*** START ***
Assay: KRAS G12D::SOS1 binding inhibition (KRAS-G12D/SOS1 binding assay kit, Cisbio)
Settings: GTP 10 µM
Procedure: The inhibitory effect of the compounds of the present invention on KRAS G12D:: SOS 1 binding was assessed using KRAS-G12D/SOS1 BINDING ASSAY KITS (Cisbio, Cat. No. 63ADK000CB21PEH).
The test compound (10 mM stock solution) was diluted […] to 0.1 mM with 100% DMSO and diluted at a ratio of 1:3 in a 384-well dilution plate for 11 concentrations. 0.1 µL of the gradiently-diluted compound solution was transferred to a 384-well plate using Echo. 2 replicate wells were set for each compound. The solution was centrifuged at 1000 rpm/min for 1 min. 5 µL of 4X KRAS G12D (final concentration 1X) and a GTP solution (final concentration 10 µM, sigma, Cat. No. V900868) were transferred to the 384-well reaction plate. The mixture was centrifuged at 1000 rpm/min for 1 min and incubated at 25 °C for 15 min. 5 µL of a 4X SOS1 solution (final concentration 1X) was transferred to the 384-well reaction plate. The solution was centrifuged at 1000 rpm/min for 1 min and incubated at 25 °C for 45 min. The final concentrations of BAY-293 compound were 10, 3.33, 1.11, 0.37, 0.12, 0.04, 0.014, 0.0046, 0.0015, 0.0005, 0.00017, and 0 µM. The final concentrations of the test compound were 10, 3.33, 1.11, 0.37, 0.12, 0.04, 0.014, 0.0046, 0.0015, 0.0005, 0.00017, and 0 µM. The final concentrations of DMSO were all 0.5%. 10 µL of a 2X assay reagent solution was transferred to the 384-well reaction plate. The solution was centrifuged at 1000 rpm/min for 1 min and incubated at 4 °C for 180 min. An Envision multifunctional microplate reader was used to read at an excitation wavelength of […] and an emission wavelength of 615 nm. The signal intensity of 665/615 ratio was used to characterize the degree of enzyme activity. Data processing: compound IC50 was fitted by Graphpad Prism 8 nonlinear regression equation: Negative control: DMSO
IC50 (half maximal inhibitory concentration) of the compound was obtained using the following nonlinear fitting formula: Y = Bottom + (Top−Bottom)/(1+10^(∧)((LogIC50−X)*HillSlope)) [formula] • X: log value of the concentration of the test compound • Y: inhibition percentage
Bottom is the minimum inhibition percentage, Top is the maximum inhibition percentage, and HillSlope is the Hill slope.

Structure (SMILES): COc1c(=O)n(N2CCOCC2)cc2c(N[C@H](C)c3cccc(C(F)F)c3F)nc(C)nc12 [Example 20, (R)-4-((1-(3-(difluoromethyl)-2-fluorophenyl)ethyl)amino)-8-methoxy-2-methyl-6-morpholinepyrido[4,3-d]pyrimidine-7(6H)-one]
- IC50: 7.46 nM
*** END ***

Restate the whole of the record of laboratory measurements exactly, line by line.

Assay: KRAS G12D::SOS1 binding inhibition (KRAS-G12D/SOS1 binding assay kit, Cisbio)
Settings: GTP 10 µM
Procedure: The inhibitory effect of the compounds of the present invention on KRAS G12D:: SOS 1 binding was assessed using KRAS-G12D/SOS1 BINDING ASSAY KITS (Cisbio, Cat. No. 63ADK000CB21PEH).
The test compound (10 mM stock solution) was diluted […] to 0.1 mM with 100% DMSO and diluted at a ratio of 1:3 in a 384-well dilution plate for 11 concentrations. 0.1 µL of the gradiently-diluted compound solution was transferred to a 384-well plate using Echo. 2 replicate wells were set for each compound. The solution was centrifuged at 1000 rpm/min for 1 min. 5 µL of 4X KRAS G12D (final concentration 1X) and a GTP solution (final concentration 10 µM, sigma, Cat. No. V900868) were transferred to the 384-well reaction plate. The mixture was centrifuged at 1000 rpm/min for 1 min and incubated at 25 °C for 15 min. 5 µL of a 4X SOS1 solution (final concentration 1X) was transferred to the 384-well reaction plate. The solution was centrifuged at 1000 rpm/min for 1 min and incubated at 25 °C for 45 min. The final concentrations of BAY-293 compound were 10, 3.33, 1.11, 0.37, 0.12, 0.04, 0.014, 0.0046, 0.0015, 0.0005, 0.00017, and 0 µM. The final concentrations of the test compound were 10, 3.33, 1.11, 0.37, 0.12, 0.04, 0.014, 0.0046, 0.0015, 0.0005, 0.00017, and 0 µM. The final concentrations of DMSO were all 0.5%. 10 µL of a 2X assay reagent solution was transferred to the 384-well reaction plate. The solution was centrifuged at 1000 rpm/min for 1 min and incubated at 4 °C for 180 min. An Envision multifunctional microplate reader was used to read at an excitation wavelength of […] and an emission wavelength of 615 nm. The signal intensity of 665/615 ratio was used to characterize the degree of enzyme activity. Data processing: compound IC50 was fitted by Graphpad Prism 8 nonlinear regression equation: Negative control: DMSO
IC50 (half maximal inhibitory concentration) of the compound was obtained using the following nonlinear fitting formula: Y = Bottom + (Top−Bottom)/(1+10^(∧)((LogIC50−X)*HillSlope)) [formula] • X: log value of the concentration of the test compound • Y: inhibition percentage
Bottom is the minimum inhibition percentage, Top is the maximum inhibition percentage, and HillSlope is the Hill slope.

Structure (SMILES): COc1c(=O)n(N2CCOCC2)cc2c(N[C@H](C)c3cccc(C(F)F)c3F)nc(C)nc12 [Example 20, (R)-4-((1-(3-(difluoromethyl)-2-fluorophenyl)ethyl)amino)-8-methoxy-2-methyl-6-morpholinepyrido[4,3-d]pyrimidine-7(6H)-one]
- IC50: 7.46 nM